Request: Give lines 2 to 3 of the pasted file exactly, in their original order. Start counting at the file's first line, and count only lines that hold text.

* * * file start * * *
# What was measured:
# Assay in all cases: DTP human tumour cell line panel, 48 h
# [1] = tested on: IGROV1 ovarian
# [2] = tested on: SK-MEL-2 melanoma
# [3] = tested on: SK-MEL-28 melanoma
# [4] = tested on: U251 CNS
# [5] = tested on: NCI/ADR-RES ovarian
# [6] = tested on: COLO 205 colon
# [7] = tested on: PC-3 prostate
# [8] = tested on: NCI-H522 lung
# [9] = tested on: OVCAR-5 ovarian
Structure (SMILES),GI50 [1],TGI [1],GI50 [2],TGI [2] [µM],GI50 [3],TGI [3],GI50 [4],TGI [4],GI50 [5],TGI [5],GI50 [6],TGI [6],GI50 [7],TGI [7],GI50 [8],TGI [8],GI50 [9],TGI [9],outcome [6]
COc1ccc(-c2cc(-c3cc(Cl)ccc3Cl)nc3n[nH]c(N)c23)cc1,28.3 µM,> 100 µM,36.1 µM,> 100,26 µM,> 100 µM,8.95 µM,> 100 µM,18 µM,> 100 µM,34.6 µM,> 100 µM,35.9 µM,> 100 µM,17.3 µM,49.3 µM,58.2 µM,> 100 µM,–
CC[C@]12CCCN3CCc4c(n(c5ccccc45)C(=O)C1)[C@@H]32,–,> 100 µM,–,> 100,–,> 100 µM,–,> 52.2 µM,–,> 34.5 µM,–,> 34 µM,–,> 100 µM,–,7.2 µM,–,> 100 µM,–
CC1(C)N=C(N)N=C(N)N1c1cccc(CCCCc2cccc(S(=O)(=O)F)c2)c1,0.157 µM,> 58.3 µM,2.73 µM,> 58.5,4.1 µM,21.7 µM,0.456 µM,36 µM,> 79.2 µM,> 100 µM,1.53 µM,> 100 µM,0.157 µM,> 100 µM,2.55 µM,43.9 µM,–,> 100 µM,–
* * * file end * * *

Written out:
# Assay in all cases: DTP human tumour cell line panel, 48 h
# [1] = tested on: IGROV1 ovarian